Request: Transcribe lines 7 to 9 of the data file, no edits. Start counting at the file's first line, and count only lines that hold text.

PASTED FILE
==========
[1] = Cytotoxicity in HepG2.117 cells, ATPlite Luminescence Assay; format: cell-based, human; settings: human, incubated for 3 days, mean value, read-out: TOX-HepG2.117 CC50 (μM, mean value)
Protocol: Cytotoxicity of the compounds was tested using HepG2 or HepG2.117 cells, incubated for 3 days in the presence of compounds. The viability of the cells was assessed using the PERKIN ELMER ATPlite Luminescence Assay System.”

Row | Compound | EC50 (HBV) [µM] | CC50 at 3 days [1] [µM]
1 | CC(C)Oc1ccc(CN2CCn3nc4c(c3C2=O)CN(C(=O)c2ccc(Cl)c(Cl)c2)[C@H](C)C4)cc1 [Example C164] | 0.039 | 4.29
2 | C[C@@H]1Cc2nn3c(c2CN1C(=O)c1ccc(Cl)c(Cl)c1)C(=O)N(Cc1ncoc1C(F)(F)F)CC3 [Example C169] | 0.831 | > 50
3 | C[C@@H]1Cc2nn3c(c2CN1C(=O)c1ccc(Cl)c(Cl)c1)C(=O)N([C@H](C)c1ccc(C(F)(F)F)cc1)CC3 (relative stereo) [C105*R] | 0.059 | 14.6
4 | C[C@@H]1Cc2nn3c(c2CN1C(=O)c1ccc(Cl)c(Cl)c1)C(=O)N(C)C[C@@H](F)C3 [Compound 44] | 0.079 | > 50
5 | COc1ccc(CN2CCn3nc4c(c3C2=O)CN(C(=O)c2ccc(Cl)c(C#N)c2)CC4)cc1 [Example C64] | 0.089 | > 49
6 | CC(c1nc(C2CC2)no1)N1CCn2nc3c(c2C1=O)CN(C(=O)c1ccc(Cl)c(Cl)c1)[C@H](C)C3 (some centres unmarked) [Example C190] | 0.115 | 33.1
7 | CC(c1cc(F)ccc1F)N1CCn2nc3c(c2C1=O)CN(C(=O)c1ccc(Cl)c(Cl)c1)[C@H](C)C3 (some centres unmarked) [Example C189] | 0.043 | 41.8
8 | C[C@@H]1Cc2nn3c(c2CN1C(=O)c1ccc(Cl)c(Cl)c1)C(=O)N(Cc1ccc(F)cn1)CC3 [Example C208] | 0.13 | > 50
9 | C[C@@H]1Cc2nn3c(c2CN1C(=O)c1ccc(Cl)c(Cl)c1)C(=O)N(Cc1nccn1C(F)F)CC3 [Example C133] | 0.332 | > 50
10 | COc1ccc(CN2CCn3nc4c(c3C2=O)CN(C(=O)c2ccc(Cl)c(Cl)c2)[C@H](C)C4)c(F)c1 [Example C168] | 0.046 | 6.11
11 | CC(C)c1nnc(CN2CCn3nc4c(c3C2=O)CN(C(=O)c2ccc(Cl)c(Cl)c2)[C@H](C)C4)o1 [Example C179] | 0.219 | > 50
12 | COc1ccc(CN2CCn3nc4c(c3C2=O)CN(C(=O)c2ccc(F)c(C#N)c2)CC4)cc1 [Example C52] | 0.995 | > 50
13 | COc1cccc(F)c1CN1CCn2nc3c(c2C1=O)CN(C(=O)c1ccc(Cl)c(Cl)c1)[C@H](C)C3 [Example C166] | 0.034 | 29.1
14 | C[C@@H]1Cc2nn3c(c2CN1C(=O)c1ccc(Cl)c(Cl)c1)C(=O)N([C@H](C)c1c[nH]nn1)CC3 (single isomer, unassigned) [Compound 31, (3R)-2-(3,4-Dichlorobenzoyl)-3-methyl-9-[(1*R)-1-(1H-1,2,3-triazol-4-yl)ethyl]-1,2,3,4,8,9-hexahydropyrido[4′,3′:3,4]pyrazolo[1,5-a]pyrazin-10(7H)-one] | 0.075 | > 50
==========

4 | C[C@@H]1Cc2nn3c(c2CN1C(=O)c1ccc(Cl)c(Cl)c1)C(=O)N(C)C[C@@H](F)C3 [Compound 44] | 0.079 | > 50
5 | COc1ccc(CN2CCn3nc4c(c3C2=O)CN(C(=O)c2ccc(Cl)c(C#N)c2)CC4)cc1 [Example C64] | 0.089 | > 49
6 | CC(c1nc(C2CC2)no1)N1CCn2nc3c(c2C1=O)CN(C(=O)c1ccc(Cl)c(Cl)c1)[C@H](C)C3 (some centres unmarked) [Example C190] | 0.115 | 33.1